from the ground up.

I enjoy gardening.

In my early 20s, I shared a garden plot with a few colleagues when I worked for Chesapeake. It took a while to realize I cared more about hot compost and blossom rot and sweet potato curing than the average working young adult. I was captivated by sustainable gardening. Although, back then, I didn’t know sustainable was more than not using chemicals and pesticides.


After returning back to school, I dabbled in home gardening. Bone meal and trellises and garden gloves and worm casing and lady bugs, I soon realized I was spending a lot of money for a tiny harvest.

Here’s one thing the US has wrong about gardening.

You don’t have to spend a lot of money to grow a garden. 

We rely on fancy tools, seeds, and fertilizers which make gardening expensive. Many times we take on a backyard garden as if it’s a commercial farm. We start too big. And then our gardens fail.


Enter the idea of permagardening. Simple and teachable methods to link nutrition and agriculture which can be implemented anywhere around the world.

Upon returning to site after this workshop, I was on a mission to get serious about our household garden. I knew that this would require some help from my host family. So, I gathered my host siblings.

The type of permagardening technique we used is called double-digging. Double digging not only breaks up the top soil but increases the ability for the soil to hold water as well as adds air to the soil.

I use the term soil loosely because what we are dealing with here in northern Namibia is sand. Sand lacks essential nutrients for plants to grow therefore many plants cannot thrive in sand. During the hottest portion of the day, sand can increase in temperatures to about 120 degrees F. Not an ideal environment for a garden.

This is where science and knowing your environment comes in.

Our biggest task was to improve our soil and we didn’t have to leave the homestead to find all the right materials to do so.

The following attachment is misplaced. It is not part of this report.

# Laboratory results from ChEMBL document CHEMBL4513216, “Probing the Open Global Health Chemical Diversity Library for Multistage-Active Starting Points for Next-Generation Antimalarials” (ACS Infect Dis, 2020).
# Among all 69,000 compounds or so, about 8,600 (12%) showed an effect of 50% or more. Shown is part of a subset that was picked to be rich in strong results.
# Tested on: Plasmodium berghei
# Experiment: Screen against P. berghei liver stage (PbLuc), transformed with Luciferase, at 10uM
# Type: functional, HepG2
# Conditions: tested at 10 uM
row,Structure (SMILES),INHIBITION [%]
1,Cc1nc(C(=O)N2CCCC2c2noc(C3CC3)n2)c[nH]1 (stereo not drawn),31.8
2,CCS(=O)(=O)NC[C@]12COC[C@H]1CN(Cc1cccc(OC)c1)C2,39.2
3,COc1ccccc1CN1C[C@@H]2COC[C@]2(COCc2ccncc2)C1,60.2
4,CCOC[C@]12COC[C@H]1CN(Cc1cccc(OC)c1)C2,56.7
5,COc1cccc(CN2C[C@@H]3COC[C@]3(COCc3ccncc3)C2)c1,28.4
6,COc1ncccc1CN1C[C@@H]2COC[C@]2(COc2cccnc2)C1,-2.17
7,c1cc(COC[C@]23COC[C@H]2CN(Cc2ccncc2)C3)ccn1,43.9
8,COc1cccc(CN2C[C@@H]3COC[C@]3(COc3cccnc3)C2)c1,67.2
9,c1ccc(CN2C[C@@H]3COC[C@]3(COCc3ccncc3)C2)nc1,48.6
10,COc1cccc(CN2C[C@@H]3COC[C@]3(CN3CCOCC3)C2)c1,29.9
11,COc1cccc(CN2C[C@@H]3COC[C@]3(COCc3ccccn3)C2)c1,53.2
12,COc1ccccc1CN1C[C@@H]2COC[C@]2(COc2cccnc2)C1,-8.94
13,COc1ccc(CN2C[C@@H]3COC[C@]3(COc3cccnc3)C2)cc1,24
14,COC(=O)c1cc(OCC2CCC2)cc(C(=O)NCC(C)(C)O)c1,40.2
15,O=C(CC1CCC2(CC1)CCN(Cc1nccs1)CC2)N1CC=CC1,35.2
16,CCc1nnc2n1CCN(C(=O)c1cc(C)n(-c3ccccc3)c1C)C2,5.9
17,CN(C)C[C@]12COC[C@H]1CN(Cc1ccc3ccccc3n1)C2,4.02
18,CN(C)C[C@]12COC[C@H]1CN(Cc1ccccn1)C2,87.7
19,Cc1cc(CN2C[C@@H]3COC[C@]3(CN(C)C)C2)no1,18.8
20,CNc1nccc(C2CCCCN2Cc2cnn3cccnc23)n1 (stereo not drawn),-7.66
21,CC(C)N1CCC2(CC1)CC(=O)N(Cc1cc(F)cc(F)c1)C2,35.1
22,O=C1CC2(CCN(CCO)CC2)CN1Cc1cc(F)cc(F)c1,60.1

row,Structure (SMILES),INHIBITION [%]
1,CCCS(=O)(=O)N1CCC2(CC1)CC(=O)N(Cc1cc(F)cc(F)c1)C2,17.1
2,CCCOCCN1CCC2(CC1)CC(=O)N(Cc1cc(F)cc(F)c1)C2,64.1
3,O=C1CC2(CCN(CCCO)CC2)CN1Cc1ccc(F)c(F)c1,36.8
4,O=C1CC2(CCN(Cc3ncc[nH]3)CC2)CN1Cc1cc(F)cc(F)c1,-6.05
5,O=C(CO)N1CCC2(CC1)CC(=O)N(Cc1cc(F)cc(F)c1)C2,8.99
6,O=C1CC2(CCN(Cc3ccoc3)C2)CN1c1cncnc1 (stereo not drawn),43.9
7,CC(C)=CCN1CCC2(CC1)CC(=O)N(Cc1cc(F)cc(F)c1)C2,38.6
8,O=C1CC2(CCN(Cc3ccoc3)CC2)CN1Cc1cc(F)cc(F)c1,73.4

Carbon Nitrogen Microbes
Charcoal Chicken manure Goat manure Egg shells (calcium)
Brown Leaves Coffee grounds Cow manure Wood ash (minerals)
Green leaves

Host sisters and I pulled overgrown plants around the homestead to add nitrogen to our garden.

Healthy doses of carbon, nitrogen, microbes, as well as calcium, will change the sand into soil over time. This will make a soil rich in organic compounds needed to grow a healthy, sustainable garden.

Cost: Nothing (Except some time and hardwork).


Collecting rainwater from the roof runoff. One less expense.


Buried a few palm leaves to provide some shade for the young plants. Also, added twigs and branches from a neraby neem tree to serve as mulch. Neem is also a natural insect repellent. Dark green leaves- Black-eyed peas

My host siblings are thrilled and eager to assist in beginning and maintaining our garden. They have even started growing mango seeds to plant in the garden, although I remind them our garden may be too small for a tree.

❤ Krystal


2 thoughts on “from the ground up.

  1. Krystal!!! This is a great post and the video is magic!! Grrat job! I am Peter’ sister and I have only seen still shots of the man in action. To see this all put together with great music and done do beautifully is a fabulous treat!!! Having grown ip on yhr same environment as Peter, under the keen gardening eye of our Swedish grandmother, I share your passion for gardening and compost etc and do my best to teach all I know about it. Double Dig On!!!!

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    • Thank you so much for your kind words! Working with Peter was treat. I have a friend who served in Mozambique in 2009 and also had nothing but good things to say about Peter. Thank you for reading and sharing and sharing a passion for gardening as well! 🙂

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